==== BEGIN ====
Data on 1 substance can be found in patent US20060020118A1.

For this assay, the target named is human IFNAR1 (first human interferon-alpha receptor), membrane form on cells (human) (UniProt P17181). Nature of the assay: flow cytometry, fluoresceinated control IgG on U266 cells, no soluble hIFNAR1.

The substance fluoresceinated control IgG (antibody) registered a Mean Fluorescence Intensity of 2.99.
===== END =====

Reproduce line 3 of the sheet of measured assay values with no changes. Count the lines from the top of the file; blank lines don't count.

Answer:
The substance fluoresceinated control IgG (antibody) registered a Mean Fluorescence Intensity of 2.99.